After clone selection, T-REx-293 cells stably transfected with pTREx-TGFP-2A-Cdh1 expressed mouse E-cadherin after 48 h of 1 μg/mL tetracycline induction, as shown by RT-PCR analysis (Figure 4a). The primers used to detect levels of Cdh1 mRNA were specific for mouse Cdh1. When uninduced, cells show very little mouse E-cadherin mRNA transcription compared to induced cells, indicating a low level of expression leakage from the tetracycline transcriptional switch. Wild-type cells and T-REx-293 cells carrying the adhesion module but without induction showed only modest cell-cell adhesion: they grew in small, connected, ragged-edged clumps that formed a network across the culture plate (Figure 4b). Tetracycline itself had no effect on the morphology of wild-type T-REx-293 cultures. The same cells under tetracycline induction of Cdh1 formed much more compact, dense, smooth-edged, separate islands (Figure 4b). These features are as expected, for increased adhesion would increase ‘surface tension’ at the edges of the islands, minimizing their circumference.
Figure 4

Effect of the adhesion effector on engineered T-REx-293 cells. (a) Levels of murine Cdh1 mRNA expression in cells of clone THAD1-34 (a representative clone of T-REx-293 cells carrying the adhesion module), uninduced or induced with 1 μg/mL tetracycline for 48 h; and in wild-type T-REx-293 cells treated with tetracycline, as a control, for 48 h. (b) Morphology of wild-type T-REx-293 cells and THAD1-34 cells growing with or without tetracycline for 48 h: wild-type cells with or without tetracycline and uninduced THAD1-34 cells spread across the culture substrate with only loose mutual association, whereas induced THAD1-34 cells adhere to one another strongly to produce dense islands separated by clear space. Scale bars: 100 μm.

Effector 4: fusion

Cell-cell fusion is used in embryonic events such as formation of skeletal muscle fibres [36]. For the purposes of synthetic biology, it is a potentially useful way to bring two different nuclei together in one cytoplasm, and thus to share cytoplasmic regulators of gene expression or metabolic effectors. The fusion-associated small transmembrane (FAST) proteins are reptilian reovirus membrane fusion proteins that are involved in virus dissemination in the host. They are expressed in the plasma membrane of infected cells where they mediate cell-cell fusion by converting pre-existing cellular adhesion sites into fusion sites [37]. Apposed membrane bilayers merge, hemifusion stalks appear, and pores are created and expand [15]. During viral infection, formation of the resulting extensive multinucleated syncytium eventually triggers an apoptotic response that contributes to the dissemination of infection in the host [38]. p14FAST, a reptilian orthoreovirus protein, is known to cause cell-cell fusion when expressed in QM5 quail fibrosarcoma cells [15], suggesting it will possibly function in mammalian cells too. To construct a fusion module, we placed p14 under tetracycline induction in the pTREx-DEST-IRES-TGFP modified vector (pTREx-p14FAST-IRES-TGFP, Figure 1).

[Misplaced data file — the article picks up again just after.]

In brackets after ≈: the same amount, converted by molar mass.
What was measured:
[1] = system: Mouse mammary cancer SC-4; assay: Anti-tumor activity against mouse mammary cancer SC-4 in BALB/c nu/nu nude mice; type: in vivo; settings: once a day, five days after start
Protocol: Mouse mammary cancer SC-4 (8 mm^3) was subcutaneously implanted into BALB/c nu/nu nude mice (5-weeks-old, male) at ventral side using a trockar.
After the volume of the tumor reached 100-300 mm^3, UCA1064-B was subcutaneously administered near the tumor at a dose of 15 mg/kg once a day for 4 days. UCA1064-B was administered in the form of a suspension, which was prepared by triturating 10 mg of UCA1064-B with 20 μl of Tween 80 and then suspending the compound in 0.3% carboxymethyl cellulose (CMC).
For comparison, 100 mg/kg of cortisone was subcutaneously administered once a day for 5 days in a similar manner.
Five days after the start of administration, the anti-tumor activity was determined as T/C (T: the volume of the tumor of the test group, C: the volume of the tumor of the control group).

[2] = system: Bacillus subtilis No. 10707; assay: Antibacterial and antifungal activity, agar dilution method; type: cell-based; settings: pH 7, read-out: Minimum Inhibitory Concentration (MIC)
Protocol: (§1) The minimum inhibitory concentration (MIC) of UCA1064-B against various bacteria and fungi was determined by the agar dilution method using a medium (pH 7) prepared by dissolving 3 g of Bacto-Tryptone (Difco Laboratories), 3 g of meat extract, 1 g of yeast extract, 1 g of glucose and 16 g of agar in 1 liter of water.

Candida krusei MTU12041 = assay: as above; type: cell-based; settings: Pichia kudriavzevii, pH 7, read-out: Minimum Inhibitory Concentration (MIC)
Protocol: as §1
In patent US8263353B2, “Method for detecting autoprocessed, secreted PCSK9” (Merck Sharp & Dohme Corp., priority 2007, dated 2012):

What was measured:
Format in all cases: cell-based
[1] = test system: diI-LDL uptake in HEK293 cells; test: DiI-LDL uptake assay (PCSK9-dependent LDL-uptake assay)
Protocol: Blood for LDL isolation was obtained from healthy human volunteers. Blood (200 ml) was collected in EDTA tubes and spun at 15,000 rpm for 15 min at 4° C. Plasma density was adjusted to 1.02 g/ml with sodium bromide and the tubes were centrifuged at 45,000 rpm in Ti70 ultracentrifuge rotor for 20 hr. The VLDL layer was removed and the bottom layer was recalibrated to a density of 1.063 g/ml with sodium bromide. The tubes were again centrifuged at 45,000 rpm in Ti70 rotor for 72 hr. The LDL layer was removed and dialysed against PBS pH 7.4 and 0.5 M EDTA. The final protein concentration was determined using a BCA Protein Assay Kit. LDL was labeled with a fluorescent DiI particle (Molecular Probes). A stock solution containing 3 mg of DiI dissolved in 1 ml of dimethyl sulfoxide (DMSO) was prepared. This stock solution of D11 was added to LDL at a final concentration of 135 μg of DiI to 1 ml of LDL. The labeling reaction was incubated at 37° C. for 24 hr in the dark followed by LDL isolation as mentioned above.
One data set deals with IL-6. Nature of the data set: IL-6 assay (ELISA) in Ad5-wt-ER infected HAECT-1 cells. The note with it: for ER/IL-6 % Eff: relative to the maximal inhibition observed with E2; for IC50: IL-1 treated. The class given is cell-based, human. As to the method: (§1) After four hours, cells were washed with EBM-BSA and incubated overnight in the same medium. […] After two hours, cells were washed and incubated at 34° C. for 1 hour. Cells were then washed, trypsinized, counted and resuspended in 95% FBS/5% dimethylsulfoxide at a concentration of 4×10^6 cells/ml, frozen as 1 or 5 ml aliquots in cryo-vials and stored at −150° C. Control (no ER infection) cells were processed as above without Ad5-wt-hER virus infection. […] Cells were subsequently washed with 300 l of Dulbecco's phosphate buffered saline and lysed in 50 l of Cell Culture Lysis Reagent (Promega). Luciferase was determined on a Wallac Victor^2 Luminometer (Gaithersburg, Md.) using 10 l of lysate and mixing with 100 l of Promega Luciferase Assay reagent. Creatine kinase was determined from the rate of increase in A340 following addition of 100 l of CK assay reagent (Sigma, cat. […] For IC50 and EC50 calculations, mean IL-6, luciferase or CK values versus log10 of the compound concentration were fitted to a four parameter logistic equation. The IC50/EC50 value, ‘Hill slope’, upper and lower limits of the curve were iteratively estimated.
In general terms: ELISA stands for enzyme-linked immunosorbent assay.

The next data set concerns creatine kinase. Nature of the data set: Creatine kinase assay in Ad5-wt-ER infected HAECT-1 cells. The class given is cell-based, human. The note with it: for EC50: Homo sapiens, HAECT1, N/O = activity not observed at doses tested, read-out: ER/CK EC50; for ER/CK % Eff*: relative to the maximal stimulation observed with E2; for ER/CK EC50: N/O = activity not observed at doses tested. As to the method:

Control T-REx-293 cells (see Figures 2a and 4b), and T-REx-293 cells carrying the fusion module but without induction (Figure 5a), showed no evidence of cell-cell fusion. Cells overexpressing p14FAST after tetracycline induction formed multinucleated syncytia as shown in Figure 5a: these could be detected as large, multinucleate cells in bright field that showed formation of tight ‘rosettes’ of nuclei visible with DAPI staining. In uninduced (unfused) cells, cortical actin surrounds each individual nucleus, indicating that the nucleus is in cytoplasm surrounded by its own plasma membrane: in the induced (fused cells), cortical actin instead surrounds complete rosettes of nuclei rather than individual ones, implying that the nuclei share one common cytoplasm. Syncytia formed through p14-induced fusion started dying around 20 h after tetracycline induction. Fusion events were rare when cells were grown in calcium-free medium (Figure 5b), confirming that the fusion process is calcium-dependent as expected [37]. To test whether the construct needed to be expressed in both neighbouring cells for fusion to take place, we mixed T-REx-293 cells carrying the fusion construct with MDCK canine kidney cells that had been transiently transfected with pTREx-mCherry as a marker (but not with the fusion construct). MDCK cells were chosen as they are well-characterized cells routinely used in our laboratory, and are from a different cell type and a different species than HEK cells (dog). They do not naturally form syncytia. In the mixed culture (Figure 5c), while some normal (unfused) MDCK cells could be seen as intensely red individual cells, some of the large syncytia contained red fluorescent patches suggesting that syncytia had formed in the mixed culture, and contained cytoplasms originating from both cell types. Potential users of this module should note that this result implies a risk that cells carrying the fusion module might fuse with cells of living humans, and potentially carry dangerous genetic material such as oncogenes and viruses into them (even basic cells lines carry mutations making them proliferative and immortal). Appropriate precautions should therefore be taken when handling the cultures.